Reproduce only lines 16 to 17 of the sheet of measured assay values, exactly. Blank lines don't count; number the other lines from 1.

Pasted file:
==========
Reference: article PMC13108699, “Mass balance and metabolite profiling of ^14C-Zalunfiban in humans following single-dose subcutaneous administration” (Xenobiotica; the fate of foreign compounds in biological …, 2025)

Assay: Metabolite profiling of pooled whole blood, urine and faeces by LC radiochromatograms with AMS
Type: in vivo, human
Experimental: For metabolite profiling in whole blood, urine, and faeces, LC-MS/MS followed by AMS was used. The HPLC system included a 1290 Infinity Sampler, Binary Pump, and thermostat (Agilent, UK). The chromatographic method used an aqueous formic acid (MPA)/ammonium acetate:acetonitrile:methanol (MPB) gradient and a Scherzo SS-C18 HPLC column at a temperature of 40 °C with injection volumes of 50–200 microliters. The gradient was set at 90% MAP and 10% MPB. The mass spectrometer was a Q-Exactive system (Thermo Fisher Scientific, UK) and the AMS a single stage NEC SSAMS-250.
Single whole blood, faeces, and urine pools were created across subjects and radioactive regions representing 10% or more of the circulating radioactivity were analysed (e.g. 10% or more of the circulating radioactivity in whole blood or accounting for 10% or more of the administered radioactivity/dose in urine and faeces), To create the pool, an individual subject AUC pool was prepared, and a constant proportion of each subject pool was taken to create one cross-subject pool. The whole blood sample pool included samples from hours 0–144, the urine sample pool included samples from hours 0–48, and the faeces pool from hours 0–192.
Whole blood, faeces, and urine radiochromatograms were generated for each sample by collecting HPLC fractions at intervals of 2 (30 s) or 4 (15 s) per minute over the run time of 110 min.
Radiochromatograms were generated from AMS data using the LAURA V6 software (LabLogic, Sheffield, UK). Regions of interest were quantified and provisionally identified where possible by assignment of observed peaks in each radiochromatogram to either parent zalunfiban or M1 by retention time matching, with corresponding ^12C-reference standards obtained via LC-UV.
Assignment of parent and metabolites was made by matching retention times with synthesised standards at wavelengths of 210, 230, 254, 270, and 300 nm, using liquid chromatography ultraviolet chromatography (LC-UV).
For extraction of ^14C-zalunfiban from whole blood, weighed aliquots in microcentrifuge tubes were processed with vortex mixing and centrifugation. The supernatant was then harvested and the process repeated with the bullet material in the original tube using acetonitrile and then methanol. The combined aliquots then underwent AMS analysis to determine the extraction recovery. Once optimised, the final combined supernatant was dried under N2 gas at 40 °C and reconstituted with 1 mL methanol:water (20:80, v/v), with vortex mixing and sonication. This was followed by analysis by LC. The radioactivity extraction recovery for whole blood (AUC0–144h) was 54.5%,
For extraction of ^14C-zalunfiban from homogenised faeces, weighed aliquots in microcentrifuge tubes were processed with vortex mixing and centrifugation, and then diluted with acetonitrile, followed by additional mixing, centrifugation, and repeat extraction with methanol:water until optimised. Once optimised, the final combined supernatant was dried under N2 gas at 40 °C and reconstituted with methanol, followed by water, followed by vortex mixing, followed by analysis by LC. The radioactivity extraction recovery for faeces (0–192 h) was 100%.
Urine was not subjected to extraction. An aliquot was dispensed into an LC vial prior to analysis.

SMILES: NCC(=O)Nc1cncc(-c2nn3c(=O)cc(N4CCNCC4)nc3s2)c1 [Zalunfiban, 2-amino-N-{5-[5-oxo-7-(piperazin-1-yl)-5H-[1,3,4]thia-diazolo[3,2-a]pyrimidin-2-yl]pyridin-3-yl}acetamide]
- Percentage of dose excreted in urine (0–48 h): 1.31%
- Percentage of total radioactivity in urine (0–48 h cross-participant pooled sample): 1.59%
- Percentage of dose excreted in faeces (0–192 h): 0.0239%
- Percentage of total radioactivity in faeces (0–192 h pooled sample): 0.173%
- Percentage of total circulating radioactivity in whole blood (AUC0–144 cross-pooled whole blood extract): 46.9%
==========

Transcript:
- Percentage of total radioactivity in faeces (0–192 h pooled sample): 0.173%
- Percentage of total circulating radioactivity in whole blood (AUC0–144 cross-pooled whole blood extract): 46.9%